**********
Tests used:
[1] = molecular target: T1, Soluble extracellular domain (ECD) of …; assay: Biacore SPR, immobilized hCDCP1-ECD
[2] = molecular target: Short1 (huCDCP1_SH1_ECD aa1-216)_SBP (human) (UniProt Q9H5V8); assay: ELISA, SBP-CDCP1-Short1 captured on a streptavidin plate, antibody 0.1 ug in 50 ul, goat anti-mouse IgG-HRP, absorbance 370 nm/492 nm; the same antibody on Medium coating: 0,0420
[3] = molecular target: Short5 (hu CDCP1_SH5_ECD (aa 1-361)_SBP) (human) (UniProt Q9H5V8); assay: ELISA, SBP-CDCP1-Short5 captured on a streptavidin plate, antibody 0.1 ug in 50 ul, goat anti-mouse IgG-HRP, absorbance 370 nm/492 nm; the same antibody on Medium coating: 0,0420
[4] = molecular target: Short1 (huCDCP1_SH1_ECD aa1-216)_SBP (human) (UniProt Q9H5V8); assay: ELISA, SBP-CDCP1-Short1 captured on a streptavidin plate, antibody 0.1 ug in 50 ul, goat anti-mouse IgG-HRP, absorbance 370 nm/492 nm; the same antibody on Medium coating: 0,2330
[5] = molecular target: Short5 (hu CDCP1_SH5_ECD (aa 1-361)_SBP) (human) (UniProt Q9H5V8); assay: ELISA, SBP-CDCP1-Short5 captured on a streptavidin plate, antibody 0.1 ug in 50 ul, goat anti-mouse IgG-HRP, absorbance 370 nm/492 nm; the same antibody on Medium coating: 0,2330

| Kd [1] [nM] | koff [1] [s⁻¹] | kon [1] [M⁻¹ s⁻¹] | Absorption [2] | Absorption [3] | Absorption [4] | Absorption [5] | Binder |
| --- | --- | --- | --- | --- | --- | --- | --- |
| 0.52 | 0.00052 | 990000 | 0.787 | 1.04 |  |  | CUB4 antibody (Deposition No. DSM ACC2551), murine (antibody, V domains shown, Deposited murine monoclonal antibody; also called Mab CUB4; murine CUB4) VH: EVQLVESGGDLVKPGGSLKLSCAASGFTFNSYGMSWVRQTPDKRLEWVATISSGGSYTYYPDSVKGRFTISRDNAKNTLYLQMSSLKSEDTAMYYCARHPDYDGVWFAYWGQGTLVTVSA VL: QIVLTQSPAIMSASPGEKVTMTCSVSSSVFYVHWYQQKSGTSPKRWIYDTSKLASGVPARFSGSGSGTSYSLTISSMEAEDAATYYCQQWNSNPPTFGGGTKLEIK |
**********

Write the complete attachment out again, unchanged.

Tests used:
[1] = molecular target: T1, Soluble extracellular domain (ECD) of …; assay: Biacore SPR, immobilized hCDCP1-ECD
[2] = molecular target: Short1 (huCDCP1_SH1_ECD aa1-216)_SBP (human) (UniProt Q9H5V8); assay: ELISA, SBP-CDCP1-Short1 captured on a streptavidin plate, antibody 0.1 ug in 50 ul, goat anti-mouse IgG-HRP, absorbance 370 nm/492 nm; the same antibody on Medium coating: 0,0420
[3] = molecular target: Short5 (hu CDCP1_SH5_ECD (aa 1-361)_SBP) (human) (UniProt Q9H5V8); assay: ELISA, SBP-CDCP1-Short5 captured on a streptavidin plate, antibody 0.1 ug in 50 ul, goat anti-mouse IgG-HRP, absorbance 370 nm/492 nm; the same antibody on Medium coating: 0,0420
[4] = molecular target: Short1 (huCDCP1_SH1_ECD aa1-216)_SBP (human) (UniProt Q9H5V8); assay: ELISA, SBP-CDCP1-Short1 captured on a streptavidin plate, antibody 0.1 ug in 50 ul, goat anti-mouse IgG-HRP, absorbance 370 nm/492 nm; the same antibody on Medium coating: 0,2330
[5] = molecular target: Short5 (hu CDCP1_SH5_ECD (aa 1-361)_SBP) (human) (UniProt Q9H5V8); assay: ELISA, SBP-CDCP1-Short5 captured on a streptavidin plate, antibody 0.1 ug in 50 ul, goat anti-mouse IgG-HRP, absorbance 370 nm/492 nm; the same antibody on Medium coating: 0,2330

| Kd [1] [nM] | koff [1] [s⁻¹] | kon [1] [M⁻¹ s⁻¹] | Absorption [2] | Absorption [3] | Absorption [4] | Absorption [5] | Binder |
| --- | --- | --- | --- | --- | --- | --- | --- |
| 0.52 | 0.00052 | 990000 | 0.787 | 1.04 |  |  | CUB4 antibody (Deposition No. DSM ACC2551), murine (antibody, V domains shown, Deposited murine monoclonal antibody; also called Mab CUB4; murine CUB4) VH: EVQLVESGGDLVKPGGSLKLSCAASGFTFNSYGMSWVRQTPDKRLEWVATISSGGSYTYYPDSVKGRFTISRDNAKNTLYLQMSSLKSEDTAMYYCARHPDYDGVWFAYWGQGTLVTVSA VL: QIVLTQSPAIMSASPGEKVTMTCSVSSSVFYVHWYQQKSGTSPKRWIYDTSKLASGVPARFSGSGSGTSYSLTISSMEAEDAATYYCQQWNSNPPTFGGGTKLEIK |